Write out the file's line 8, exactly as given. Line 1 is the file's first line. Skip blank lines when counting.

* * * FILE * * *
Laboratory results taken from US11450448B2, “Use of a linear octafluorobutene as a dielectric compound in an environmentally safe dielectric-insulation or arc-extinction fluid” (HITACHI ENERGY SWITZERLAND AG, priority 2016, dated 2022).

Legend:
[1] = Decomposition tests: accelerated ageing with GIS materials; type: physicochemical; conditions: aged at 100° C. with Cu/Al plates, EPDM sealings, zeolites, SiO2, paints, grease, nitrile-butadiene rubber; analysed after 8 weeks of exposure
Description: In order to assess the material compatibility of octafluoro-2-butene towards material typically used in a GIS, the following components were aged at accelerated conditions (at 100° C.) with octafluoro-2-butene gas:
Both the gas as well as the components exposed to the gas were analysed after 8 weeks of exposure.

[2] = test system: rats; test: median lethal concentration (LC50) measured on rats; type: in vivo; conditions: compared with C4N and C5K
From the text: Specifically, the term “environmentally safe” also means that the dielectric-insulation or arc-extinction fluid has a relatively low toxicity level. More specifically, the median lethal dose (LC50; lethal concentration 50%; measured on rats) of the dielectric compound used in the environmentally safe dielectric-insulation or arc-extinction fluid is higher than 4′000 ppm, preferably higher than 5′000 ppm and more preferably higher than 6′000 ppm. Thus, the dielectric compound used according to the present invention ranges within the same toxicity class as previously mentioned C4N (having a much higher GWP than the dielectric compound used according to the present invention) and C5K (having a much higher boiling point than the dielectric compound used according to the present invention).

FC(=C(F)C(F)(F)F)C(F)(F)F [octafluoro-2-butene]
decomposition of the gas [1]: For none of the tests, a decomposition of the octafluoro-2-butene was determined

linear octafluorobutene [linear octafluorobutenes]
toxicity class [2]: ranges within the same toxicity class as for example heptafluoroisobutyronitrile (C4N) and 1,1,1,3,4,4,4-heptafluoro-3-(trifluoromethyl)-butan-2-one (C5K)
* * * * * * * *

FC(=C(F)C(F)(F)F)C(F)(F)F [octafluoro-2-butene]